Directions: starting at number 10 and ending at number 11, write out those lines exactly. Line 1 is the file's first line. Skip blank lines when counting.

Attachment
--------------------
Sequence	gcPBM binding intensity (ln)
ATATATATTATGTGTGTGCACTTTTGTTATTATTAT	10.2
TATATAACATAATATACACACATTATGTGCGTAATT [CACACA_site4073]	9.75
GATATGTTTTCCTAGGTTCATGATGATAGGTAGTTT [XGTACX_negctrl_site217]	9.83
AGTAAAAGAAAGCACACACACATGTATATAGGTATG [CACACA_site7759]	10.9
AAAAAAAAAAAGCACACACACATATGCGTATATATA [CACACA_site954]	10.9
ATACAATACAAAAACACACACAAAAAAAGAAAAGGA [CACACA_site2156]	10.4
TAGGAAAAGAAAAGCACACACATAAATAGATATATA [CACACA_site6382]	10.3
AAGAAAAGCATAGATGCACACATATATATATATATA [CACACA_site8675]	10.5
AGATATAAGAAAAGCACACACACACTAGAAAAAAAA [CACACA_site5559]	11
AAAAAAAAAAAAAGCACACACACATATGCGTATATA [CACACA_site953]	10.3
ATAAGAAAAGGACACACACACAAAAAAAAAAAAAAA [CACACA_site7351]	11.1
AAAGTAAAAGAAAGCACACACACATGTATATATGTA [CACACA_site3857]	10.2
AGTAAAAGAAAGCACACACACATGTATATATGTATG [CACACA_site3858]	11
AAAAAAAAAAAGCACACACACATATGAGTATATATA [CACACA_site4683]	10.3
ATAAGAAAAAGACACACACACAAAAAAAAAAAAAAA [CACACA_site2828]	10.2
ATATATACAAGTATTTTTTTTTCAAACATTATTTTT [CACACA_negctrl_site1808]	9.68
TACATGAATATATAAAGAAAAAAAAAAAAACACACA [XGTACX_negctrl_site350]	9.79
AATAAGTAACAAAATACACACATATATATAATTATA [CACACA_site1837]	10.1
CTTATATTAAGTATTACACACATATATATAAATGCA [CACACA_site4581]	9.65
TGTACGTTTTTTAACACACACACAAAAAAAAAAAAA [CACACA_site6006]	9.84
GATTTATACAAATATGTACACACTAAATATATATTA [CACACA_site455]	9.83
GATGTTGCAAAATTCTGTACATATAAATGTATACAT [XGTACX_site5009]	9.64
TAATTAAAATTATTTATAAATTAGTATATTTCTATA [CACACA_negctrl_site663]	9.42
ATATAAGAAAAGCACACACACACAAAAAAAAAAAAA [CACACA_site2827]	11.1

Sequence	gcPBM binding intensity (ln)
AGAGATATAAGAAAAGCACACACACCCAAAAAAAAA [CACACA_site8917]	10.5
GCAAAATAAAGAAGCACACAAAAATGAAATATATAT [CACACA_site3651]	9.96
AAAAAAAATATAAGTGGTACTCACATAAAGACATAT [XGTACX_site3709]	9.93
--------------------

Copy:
AGATATAAGAAAAGCACACACACACTAGAAAAAAAA [CACACA_site5559]	11
AAAAAAAAAAAAAGCACACACACATATGCGTATATA [CACACA_site953]	10.3